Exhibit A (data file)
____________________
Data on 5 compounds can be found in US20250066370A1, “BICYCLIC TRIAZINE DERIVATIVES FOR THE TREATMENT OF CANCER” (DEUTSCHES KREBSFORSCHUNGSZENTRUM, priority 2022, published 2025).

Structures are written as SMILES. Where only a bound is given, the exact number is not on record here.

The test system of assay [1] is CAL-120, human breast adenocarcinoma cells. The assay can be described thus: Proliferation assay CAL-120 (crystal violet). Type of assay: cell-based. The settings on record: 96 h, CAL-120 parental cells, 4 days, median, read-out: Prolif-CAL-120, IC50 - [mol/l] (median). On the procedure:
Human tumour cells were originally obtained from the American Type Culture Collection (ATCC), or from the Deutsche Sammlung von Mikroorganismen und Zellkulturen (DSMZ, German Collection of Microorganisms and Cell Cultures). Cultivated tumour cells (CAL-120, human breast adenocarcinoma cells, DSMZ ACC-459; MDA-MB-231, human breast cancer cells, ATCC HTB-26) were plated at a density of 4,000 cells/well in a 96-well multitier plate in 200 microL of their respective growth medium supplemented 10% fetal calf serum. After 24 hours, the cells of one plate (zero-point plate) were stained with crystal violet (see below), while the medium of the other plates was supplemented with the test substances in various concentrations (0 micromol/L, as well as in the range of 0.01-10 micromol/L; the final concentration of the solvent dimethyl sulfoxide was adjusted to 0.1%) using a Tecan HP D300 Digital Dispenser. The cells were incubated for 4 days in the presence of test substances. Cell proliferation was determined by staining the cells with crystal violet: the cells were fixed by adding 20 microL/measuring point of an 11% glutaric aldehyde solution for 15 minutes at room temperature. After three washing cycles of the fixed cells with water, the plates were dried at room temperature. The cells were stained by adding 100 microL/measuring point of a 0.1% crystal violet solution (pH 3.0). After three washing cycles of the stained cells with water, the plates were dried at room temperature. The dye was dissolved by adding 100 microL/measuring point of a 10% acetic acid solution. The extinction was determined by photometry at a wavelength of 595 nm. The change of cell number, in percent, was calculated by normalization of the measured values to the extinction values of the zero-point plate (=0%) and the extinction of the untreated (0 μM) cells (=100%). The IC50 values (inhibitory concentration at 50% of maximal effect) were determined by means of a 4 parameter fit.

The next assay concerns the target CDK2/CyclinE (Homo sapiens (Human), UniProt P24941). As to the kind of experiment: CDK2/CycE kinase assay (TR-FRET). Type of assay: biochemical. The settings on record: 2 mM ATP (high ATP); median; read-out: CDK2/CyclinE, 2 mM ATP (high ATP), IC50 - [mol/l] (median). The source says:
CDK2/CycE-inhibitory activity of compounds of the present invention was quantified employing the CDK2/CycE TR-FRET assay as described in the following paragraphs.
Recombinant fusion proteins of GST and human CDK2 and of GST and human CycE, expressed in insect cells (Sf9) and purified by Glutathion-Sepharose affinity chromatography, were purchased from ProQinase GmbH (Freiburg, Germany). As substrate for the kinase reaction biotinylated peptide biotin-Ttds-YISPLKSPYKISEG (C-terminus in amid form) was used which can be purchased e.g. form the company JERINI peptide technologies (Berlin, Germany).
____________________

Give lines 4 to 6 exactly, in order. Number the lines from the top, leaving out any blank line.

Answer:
Human tumour cells were originally obtained from the American Type Culture Collection (ATCC), or from the Deutsche Sammlung von Mikroorganismen und Zellkulturen (DSMZ, German Collection of Microorganisms and Cell Cultures). Cultivated tumour cells (CAL-120, human breast adenocarcinoma cells, DSMZ ACC-459; MDA-MB-231, human breast cancer cells, ATCC HTB-26) were plated at a density of 4,000 cells/well in a 96-well multitier plate in 200 microL of their respective growth medium supplemented 10% fetal calf serum. After 24 hours, the cells of one plate (zero-point plate) were stained with crystal violet (see below), while the medium of the other plates was supplemented with the test substances in various concentrations (0 micromol/L, as well as in the range of 0.01-10 micromol/L; the final concentration of the solvent dimethyl sulfoxide was adjusted to 0.1%) using a Tecan HP D300 Digital Dispenser. The cells were incubated for 4 days in the presence of test substances. Cell proliferation was determined by staining the cells with crystal violet: the cells were fixed by adding 20 microL/measuring point of an 11% glutaric aldehyde solution for 15 minutes at room temperature. After three washing cycles of the fixed cells with water, the plates were dried at room temperature. The cells were stained by adding 100 microL/measuring point of a 0.1% crystal violet solution (pH 3.0). After three washing cycles of the stained cells with water, the plates were dried at room temperature. The dye was dissolved by adding 100 microL/measuring point of a 10% acetic acid solution. The extinction was determined by photometry at a wavelength of 595 nm. The change of cell number, in percent, was calculated by normalization of the measured values to the extinction values of the zero-point plate (=0%) and the extinction of the untreated (0 μM) cells (=100%). The IC50 values (inhibitory concentration at 50% of maximal effect) were determined by means of a 4 parameter fit.

The next assay concerns the target CDK2/CyclinE (Homo sapiens (Human), UniProt P24941). As to the kind of experiment: CDK2/CycE kinase assay (TR-FRET). Type of assay: biochemical. The settings on record: 2 mM ATP (high ATP); median; read-out: CDK2/CyclinE, 2 mM ATP (high ATP), IC50 - [mol/l] (median). The source says:
CDK2/CycE-inhibitory activity of compounds of the present invention was quantified employing the CDK2/CycE TR-FRET assay as described in the following paragraphs.